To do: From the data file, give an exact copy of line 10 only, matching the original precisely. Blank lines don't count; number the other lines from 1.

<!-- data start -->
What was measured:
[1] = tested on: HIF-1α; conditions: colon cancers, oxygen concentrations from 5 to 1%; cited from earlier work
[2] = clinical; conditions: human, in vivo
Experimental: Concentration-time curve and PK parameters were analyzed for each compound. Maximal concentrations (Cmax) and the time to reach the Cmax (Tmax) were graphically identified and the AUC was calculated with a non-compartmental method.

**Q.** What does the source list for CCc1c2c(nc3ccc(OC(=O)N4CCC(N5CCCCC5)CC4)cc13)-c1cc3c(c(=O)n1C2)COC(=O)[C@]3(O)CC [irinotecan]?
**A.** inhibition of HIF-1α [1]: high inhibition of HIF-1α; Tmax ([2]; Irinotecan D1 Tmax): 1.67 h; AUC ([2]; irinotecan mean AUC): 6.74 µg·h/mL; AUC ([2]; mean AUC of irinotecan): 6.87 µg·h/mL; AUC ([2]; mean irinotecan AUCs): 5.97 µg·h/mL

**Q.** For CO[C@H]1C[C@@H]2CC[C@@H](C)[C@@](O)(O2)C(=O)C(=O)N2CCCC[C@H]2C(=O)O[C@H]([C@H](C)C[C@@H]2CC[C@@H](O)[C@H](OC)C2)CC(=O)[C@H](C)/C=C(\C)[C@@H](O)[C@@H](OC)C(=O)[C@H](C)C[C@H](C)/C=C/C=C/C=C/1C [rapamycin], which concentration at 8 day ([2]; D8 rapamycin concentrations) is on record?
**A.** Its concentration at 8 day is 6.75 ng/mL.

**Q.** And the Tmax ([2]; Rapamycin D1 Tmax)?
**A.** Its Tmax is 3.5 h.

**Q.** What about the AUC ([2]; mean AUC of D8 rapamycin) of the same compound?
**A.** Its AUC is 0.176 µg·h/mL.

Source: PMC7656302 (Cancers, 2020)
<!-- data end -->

**A.** Its Tmax is 3.5 h.